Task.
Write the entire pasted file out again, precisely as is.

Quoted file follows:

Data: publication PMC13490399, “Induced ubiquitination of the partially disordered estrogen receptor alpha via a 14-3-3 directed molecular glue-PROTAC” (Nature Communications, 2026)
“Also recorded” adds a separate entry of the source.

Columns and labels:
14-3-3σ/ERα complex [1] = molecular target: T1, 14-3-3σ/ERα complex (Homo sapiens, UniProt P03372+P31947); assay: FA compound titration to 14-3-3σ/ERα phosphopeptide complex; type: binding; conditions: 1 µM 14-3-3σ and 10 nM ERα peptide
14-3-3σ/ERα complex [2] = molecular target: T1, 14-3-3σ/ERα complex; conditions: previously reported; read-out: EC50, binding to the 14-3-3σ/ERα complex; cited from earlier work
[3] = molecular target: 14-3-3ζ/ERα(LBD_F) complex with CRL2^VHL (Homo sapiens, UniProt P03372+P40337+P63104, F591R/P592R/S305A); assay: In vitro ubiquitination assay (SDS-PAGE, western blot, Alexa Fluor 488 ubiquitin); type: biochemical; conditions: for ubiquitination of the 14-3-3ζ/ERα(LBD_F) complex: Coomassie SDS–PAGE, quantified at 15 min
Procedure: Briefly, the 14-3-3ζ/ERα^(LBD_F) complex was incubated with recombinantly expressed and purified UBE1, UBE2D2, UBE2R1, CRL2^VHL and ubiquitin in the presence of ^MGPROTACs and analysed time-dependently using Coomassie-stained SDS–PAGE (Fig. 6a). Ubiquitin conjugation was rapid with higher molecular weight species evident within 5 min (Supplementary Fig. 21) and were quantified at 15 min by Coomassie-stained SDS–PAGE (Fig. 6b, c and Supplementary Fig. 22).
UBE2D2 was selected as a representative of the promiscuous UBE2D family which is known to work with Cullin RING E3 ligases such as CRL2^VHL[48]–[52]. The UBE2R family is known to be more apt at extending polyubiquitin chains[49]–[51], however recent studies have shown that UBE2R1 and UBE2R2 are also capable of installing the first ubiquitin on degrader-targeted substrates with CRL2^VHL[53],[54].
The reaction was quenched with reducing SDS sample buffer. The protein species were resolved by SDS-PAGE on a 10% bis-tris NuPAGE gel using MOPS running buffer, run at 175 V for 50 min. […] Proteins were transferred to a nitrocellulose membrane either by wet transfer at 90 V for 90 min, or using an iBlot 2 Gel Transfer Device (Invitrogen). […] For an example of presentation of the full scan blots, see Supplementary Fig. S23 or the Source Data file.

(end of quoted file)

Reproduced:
Data: publication PMC13490399, “Induced ubiquitination of the partially disordered estrogen receptor alpha via a 14-3-3 directed molecular glue-PROTAC” (Nature Communications, 2026)
“Also recorded” adds a separate entry of the source.

Columns and labels:
14-3-3σ/ERα complex [1] = molecular target: T1, 14-3-3σ/ERα complex (Homo sapiens, UniProt P03372+P31947); assay: FA compound titration to 14-3-3σ/ERα phosphopeptide complex; type: binding; conditions: 1 µM 14-3-3σ and 10 nM ERα peptide
14-3-3σ/ERα complex [2] = molecular target: T1, 14-3-3σ/ERα complex; conditions: previously reported; read-out: EC50, binding to the 14-3-3σ/ERα complex; cited from earlier work
[3] = molecular target: 14-3-3ζ/ERα(LBD_F) complex with CRL2^VHL (Homo sapiens, UniProt P03372+P40337+P63104, F591R/P592R/S305A); assay: In vitro ubiquitination assay (SDS-PAGE, western blot, Alexa Fluor 488 ubiquitin); type: biochemical; conditions: for ubiquitination of the 14-3-3ζ/ERα(LBD_F) complex: Coomassie SDS–PAGE, quantified at 15 min
Procedure: Briefly, the 14-3-3ζ/ERα^(LBD_F) complex was incubated with recombinantly expressed and purified UBE1, UBE2D2, UBE2R1, CRL2^VHL and ubiquitin in the presence of ^MGPROTACs and analysed time-dependently using Coomassie-stained SDS–PAGE (Fig. 6a). Ubiquitin conjugation was rapid with higher molecular weight species evident within 5 min (Supplementary Fig. 21) and were quantified at 15 min by Coomassie-stained SDS–PAGE (Fig. 6b, c and Supplementary Fig. 22).
UBE2D2 was selected as a representative of the promiscuous UBE2D family which is known to work with Cullin RING E3 ligases such as CRL2^VHL[48]–[52]. The UBE2R family is known to be more apt at extending polyubiquitin chains[49]–[51], however recent studies have shown that UBE2R1 and UBE2R2 are also capable of installing the first ubiquitin on degrader-targeted substrates with CRL2^VHL[53],[54].
The reaction was quenched with reducing SDS sample buffer. The protein species were resolved by SDS-PAGE on a 10% bis-tris NuPAGE gel using MOPS running buffer, run at 175 V for 50 min. […] Proteins were transferred to a nitrocellulose membrane either by wet transfer at 90 V for 90 min, or using an iBlot 2 Gel Transfer Device (Invitrogen). […] For an example of presentation of the full scan blots, see Supplementary Fig. S23 or the Source Data file.